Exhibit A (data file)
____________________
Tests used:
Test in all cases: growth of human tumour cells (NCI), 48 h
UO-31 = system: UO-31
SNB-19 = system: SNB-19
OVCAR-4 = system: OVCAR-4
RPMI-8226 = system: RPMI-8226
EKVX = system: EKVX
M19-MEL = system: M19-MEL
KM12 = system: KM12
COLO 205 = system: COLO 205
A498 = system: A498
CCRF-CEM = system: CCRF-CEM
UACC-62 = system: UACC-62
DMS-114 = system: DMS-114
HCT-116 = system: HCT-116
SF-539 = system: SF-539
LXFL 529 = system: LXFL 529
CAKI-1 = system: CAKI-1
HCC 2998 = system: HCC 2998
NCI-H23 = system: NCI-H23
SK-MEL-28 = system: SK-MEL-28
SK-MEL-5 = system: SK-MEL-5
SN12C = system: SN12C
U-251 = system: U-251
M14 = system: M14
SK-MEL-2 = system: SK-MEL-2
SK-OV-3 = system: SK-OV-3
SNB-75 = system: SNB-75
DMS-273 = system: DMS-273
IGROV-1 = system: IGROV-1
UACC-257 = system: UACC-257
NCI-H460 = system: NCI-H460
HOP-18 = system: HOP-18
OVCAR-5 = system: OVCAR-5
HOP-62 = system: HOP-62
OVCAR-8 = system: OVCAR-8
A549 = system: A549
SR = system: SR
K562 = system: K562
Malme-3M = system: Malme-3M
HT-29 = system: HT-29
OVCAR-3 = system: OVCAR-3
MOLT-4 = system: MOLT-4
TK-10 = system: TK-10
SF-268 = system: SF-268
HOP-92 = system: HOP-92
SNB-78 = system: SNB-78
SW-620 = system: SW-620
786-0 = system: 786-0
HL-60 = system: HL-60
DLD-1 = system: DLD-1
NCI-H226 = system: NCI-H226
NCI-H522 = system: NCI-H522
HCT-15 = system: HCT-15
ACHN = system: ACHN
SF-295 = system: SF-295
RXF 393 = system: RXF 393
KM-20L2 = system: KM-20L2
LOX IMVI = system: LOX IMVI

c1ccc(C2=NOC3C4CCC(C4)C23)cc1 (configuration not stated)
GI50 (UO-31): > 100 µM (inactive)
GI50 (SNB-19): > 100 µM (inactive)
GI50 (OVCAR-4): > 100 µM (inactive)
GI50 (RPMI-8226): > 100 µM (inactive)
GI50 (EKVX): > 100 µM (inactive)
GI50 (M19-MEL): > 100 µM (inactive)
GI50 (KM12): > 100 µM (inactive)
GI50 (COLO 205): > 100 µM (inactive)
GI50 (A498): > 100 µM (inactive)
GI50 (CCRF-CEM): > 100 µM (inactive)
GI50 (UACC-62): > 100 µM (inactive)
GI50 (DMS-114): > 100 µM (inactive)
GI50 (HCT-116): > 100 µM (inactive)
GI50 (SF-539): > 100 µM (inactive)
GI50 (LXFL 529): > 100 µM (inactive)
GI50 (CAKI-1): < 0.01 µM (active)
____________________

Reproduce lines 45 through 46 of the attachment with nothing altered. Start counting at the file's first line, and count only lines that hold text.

SF-268 = system: SF-268
HOP-92 = system: HOP-92